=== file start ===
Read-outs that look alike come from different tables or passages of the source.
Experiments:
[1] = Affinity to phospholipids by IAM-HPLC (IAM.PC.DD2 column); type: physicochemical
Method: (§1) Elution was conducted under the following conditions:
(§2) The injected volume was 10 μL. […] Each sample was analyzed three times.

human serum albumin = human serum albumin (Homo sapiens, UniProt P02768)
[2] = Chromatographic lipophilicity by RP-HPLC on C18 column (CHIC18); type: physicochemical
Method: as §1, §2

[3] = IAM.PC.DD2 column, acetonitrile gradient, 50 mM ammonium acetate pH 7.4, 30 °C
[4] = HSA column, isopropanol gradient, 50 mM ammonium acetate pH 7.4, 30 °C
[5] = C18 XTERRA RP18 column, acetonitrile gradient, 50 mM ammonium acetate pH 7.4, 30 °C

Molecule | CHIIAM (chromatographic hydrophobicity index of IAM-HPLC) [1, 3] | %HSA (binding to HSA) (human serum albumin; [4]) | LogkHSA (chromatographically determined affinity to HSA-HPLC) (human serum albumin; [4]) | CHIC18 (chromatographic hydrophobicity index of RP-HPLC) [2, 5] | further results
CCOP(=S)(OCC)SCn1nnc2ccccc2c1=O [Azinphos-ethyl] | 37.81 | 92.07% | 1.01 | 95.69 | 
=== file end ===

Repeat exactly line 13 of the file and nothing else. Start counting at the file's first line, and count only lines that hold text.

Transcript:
CCOP(=S)(OCC)SCn1nnc2ccccc2c1=O [Azinphos-ethyl] | 37.81 | 92.07% | 1.01 | 95.69 | 